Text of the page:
Composer Ann Southam leaves legacy gift of over $14 million to Canadian Women's Foundation

Gift marks largest individual donation to a Canadian women's organization

TORONTO, October 25, 2011 /Canada NewsWire/ - The Canadian Women's Foundation, Canada's public foundation dedicated to improving the lives of women and girls, is receiving a donation of over $14 million from celebrated music composer and Order of Canada Member, Ann Southam. The gift from Southam, who passed away in November 2010 at age 73, is the largest single donation a community-based Canadian women's organization has ever received from an individual. It will take the Canadian Women's Foundation work to a new level.

Beverley Wybrow, President & CEO of Canadian Women's Foundation, said she was "stunned" when she learned of Southam's generosity. "Ann cared passionately about making positive change for women and girls in Canada," says Wybrow. "She was involved with the Foundation for more than 12 years, as a donor, volunteer, and a spokesperson on behalf of strategic philanthropy benefiting women and girls. She got involved in our work because we shared her values. I believe she found a home with us."

Southam was one of Canada's most notable women composers, and an inspired philanthropist. She was born in Winnipeg but lived most of her life in Toronto. She began composing music at the age of 15. After studying at the University of Toronto and the Royal Conservatory of Music, she launched a highly successful career composing music for modern dance companies, such as the Toronto Dance Theatre. She also taught at the Royal Conservatory. Southam once compared writing music and playing the piano to traditional women's work such as weaving, saying it required the same kind of time and patience. Ann was an inspired philanthropist committed to changing the world through investing in women and girls. She supported shelters for abused women, programs to help women get out of poverty by getting into trades and technology careers, and programs building resiliency in girls. She believed in the power of women helping other women and girls.

Southam's brother Kip says he couldn't be happier about his sister's gift to the Foundation. "Ann was passionate about many things, but issues for women and girls were particularly close to her heart," he says. "I know the money will be put to very, very good use."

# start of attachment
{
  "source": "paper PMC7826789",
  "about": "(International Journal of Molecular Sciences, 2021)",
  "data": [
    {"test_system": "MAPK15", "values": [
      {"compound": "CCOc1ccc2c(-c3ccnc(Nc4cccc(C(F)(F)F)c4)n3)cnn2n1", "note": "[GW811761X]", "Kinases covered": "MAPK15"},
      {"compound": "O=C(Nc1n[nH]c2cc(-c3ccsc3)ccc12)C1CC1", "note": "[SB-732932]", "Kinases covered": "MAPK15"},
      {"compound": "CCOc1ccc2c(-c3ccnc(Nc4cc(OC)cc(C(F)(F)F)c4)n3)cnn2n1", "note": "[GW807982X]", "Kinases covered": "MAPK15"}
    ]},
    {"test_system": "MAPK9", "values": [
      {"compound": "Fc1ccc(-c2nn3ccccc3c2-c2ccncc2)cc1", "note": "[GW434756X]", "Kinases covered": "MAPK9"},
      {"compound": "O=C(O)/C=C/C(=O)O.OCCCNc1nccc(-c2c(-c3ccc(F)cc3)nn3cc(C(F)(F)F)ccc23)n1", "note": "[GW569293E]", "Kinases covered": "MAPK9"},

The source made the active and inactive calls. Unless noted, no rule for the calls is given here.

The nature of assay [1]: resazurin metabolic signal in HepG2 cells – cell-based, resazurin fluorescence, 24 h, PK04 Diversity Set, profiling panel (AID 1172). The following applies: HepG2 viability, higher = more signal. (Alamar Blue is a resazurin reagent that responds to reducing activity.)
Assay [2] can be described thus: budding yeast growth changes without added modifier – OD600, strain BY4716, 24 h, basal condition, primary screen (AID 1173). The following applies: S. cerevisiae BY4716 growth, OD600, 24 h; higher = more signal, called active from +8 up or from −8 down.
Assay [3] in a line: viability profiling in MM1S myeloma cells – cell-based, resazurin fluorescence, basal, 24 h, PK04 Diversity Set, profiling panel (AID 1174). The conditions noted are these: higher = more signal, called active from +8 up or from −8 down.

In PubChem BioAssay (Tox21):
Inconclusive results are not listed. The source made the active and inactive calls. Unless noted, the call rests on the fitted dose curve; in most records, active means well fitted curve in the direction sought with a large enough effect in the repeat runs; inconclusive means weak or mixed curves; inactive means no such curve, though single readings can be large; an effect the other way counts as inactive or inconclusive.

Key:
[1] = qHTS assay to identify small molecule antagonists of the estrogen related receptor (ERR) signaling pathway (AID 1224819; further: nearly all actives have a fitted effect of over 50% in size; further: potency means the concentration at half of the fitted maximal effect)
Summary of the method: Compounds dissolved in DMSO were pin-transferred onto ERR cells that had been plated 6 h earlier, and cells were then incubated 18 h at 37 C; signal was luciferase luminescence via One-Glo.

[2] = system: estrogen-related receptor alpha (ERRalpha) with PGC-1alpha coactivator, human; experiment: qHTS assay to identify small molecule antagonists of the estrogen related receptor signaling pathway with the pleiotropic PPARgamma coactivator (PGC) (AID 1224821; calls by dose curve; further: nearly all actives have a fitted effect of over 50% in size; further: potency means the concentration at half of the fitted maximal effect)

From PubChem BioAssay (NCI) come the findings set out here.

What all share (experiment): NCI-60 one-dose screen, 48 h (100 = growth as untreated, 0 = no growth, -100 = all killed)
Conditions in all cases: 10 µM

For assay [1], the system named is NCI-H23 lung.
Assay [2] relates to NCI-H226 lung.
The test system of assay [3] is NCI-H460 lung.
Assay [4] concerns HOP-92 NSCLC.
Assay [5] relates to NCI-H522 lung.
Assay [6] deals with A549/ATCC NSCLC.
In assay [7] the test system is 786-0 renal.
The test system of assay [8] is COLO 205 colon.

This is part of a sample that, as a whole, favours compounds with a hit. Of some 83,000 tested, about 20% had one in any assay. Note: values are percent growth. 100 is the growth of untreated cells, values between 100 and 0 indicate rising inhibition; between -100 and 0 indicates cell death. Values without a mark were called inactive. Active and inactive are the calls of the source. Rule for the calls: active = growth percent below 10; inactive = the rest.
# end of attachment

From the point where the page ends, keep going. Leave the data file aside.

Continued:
The Foundation will invest the majority of Southam's gift in its new Ann Southam Empowerment Fund, an endowment to help make the Foundation permanent for the women and girls of Canada. It will generate annual earnings to help support the Foundation's ongoing programs and operations.

Southam's gift will also help to double the size of the Foundation's Girls' Fund, a program she helped to found in 2006.

"There is so much pressure on girls today and they lose ground as they reach adolescence," Southam said in a 2007 interview. "My dream is to get to them before that and give them every chance in the world to succeed."

Girls' Fund programs address challenges facing girls aged 9 to 13, a time when many girls experience a serious decline in self-esteem along with high rates of sexual assault and depression. In the programs, girls learn how to stay safe, how to develop their critical thinking and decision-making skills, and how to challenge media stereotypes that sexualize women and girls and limit their potential. These skills are the building blocks that help girls grow stronger inside and out, and create a solid foundation for a bright future.

Southam strongly believed in women using the power of their own money through charitable giving to help other women and girls. Southam's donation is an example of the new trend of women's philanthropy, where women target their charitable giving to causes that directly affect women and girls. Women are also more likely to give to organizations that challenge the common idea of charity and take a transformative approach to solving economic and social problems, and to use charitable giving in a way that builds communities.

"Ann was special and unique. She was also unassuming - she really didn't care about personal recognition," says Wybrow. "But she would absolutely love the idea that her final gift might inspire others to give women and girls a chance for a better life. When asked why she was so committed to help women and girls, she would say that helping women helps us all - invest in women and they go on to help their families, communities, and societies. And she would then add her favourite saying 'And don't forget, when women have power, girls can dream!'"

Canadian Women's Foundation is Canada's public foundation dedicated to giving women and girls a chance for a better life. The Foundation invests in programs that move women and girls out of violence, out of poverty, and into confidence. Since 1991, it has supported more than 1,100 community programs across Canada. It is one of the ten largest women's foundations in the world. For more information please visit http://www.canadianwomen.org/.